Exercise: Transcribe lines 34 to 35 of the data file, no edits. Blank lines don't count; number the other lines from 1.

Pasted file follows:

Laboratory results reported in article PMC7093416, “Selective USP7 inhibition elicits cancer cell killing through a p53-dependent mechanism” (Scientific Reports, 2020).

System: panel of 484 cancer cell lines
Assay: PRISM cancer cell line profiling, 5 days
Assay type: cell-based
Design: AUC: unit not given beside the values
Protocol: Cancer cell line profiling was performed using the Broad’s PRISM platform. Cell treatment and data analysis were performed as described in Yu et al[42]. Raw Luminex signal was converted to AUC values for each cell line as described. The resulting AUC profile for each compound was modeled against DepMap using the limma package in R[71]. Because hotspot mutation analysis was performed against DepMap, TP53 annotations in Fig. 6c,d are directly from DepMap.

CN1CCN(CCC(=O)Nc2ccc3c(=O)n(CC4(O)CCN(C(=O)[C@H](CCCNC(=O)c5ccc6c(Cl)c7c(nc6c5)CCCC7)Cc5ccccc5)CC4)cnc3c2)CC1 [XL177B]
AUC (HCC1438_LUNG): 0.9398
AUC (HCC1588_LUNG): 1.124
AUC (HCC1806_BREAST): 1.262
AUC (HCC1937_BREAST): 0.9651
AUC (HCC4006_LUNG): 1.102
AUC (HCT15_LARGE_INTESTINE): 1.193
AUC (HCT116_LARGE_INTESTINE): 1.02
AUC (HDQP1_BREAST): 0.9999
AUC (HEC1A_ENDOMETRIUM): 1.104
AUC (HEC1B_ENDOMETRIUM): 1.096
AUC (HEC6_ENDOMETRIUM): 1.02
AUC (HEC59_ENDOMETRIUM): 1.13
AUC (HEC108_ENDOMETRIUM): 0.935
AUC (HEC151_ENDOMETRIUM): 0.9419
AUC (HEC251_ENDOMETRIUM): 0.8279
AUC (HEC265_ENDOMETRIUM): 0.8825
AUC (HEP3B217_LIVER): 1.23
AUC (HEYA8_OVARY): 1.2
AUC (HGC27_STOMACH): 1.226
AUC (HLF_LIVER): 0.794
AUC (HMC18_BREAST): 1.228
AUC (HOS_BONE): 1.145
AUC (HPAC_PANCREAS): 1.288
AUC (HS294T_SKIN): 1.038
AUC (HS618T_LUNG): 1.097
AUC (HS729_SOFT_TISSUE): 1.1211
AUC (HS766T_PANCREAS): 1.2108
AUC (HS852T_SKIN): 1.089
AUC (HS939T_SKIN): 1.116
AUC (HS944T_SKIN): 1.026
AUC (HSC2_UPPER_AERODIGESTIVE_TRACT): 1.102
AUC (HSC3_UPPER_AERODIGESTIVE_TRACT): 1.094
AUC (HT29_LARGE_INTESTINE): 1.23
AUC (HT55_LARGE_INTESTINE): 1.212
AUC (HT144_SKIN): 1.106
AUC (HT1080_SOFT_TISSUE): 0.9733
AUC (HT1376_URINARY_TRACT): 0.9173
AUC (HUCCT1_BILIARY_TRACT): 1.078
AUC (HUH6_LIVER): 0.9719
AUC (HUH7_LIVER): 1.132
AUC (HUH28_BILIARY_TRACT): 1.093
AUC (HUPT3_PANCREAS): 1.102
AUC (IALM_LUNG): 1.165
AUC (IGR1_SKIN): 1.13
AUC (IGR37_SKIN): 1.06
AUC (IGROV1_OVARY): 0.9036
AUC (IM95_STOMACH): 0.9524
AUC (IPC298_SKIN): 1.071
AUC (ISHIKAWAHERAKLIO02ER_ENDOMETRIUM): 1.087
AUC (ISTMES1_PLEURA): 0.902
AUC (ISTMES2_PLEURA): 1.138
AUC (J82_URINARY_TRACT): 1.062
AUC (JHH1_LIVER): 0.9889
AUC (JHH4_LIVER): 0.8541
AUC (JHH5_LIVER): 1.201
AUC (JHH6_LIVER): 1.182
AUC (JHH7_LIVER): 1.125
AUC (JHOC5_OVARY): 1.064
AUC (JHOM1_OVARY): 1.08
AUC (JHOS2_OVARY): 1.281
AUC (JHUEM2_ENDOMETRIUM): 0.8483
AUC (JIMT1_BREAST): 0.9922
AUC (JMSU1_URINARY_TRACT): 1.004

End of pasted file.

AUC (HS766T_PANCREAS): 1.2108
AUC (HS852T_SKIN): 1.089